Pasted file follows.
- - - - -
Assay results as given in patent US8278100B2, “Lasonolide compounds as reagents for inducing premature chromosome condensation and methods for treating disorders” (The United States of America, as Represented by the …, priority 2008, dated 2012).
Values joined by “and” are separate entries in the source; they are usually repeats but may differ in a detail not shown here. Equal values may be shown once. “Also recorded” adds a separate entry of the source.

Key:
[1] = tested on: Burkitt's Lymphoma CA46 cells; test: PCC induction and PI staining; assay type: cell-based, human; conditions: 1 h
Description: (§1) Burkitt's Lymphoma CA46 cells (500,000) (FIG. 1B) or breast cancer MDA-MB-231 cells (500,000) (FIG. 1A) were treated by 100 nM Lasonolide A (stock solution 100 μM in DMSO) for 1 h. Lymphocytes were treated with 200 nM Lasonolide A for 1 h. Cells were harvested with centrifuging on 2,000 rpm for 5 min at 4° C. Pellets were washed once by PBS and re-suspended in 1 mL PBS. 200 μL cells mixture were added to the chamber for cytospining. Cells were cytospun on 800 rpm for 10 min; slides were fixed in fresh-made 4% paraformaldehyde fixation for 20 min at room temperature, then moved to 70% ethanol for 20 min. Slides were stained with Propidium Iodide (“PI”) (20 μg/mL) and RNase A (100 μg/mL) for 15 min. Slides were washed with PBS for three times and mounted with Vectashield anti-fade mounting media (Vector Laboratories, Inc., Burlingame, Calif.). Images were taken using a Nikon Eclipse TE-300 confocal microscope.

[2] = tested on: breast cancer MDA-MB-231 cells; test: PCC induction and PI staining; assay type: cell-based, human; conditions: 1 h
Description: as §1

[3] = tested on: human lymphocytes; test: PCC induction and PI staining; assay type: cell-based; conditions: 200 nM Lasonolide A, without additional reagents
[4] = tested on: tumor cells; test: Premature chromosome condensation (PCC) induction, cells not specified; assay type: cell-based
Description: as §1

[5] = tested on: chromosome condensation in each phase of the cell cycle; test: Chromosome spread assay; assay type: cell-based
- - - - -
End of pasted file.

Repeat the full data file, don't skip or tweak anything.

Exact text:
Assay results as given in patent US8278100B2, “Lasonolide compounds as reagents for inducing premature chromosome condensation and methods for treating disorders” (The United States of America, as Represented by the …, priority 2008, dated 2012).
Values joined by “and” are separate entries in the source; they are usually repeats but may differ in a detail not shown here. Equal values may be shown once. “Also recorded” adds a separate entry of the source.

Key:
[1] = tested on: Burkitt's Lymphoma CA46 cells; test: PCC induction and PI staining; assay type: cell-based, human; conditions: 1 h
Description: (§1) Burkitt's Lymphoma CA46 cells (500,000) (FIG. 1B) or breast cancer MDA-MB-231 cells (500,000) (FIG. 1A) were treated by 100 nM Lasonolide A (stock solution 100 μM in DMSO) for 1 h. Lymphocytes were treated with 200 nM Lasonolide A for 1 h. Cells were harvested with centrifuging on 2,000 rpm for 5 min at 4° C. Pellets were washed once by PBS and re-suspended in 1 mL PBS. 200 μL cells mixture were added to the chamber for cytospining. Cells were cytospun on 800 rpm for 10 min; slides were fixed in fresh-made 4% paraformaldehyde fixation for 20 min at room temperature, then moved to 70% ethanol for 20 min. Slides were stained with Propidium Iodide (“PI”) (20 μg/mL) and RNase A (100 μg/mL) for 15 min. Slides were washed with PBS for three times and mounted with Vectashield anti-fade mounting media (Vector Laboratories, Inc., Burlingame, Calif.). Images were taken using a Nikon Eclipse TE-300 confocal microscope.

[2] = tested on: breast cancer MDA-MB-231 cells; test: PCC induction and PI staining; assay type: cell-based, human; conditions: 1 h
Description: as §1

[3] = tested on: human lymphocytes; test: PCC induction and PI staining; assay type: cell-based; conditions: 200 nM Lasonolide A, without additional reagents
[4] = tested on: tumor cells; test: Premature chromosome condensation (PCC) induction, cells not specified; assay type: cell-based
Description: as §1

[5] = tested on: chromosome condensation in each phase of the cell cycle; test: Chromosome spread assay; assay type: cell-based